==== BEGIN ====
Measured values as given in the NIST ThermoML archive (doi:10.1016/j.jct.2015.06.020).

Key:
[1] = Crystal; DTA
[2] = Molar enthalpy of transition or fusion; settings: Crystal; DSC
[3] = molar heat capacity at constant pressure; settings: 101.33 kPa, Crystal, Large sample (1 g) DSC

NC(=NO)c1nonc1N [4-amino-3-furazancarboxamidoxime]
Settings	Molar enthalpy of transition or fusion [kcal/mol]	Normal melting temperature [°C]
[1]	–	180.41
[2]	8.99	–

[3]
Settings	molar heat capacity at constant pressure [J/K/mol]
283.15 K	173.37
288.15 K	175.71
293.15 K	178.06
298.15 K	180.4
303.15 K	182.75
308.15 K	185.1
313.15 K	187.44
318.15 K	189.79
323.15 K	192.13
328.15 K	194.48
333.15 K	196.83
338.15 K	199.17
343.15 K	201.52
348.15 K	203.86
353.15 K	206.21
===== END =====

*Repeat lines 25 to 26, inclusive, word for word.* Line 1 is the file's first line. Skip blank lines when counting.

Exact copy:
348.15 K	203.86
353.15 K	206.21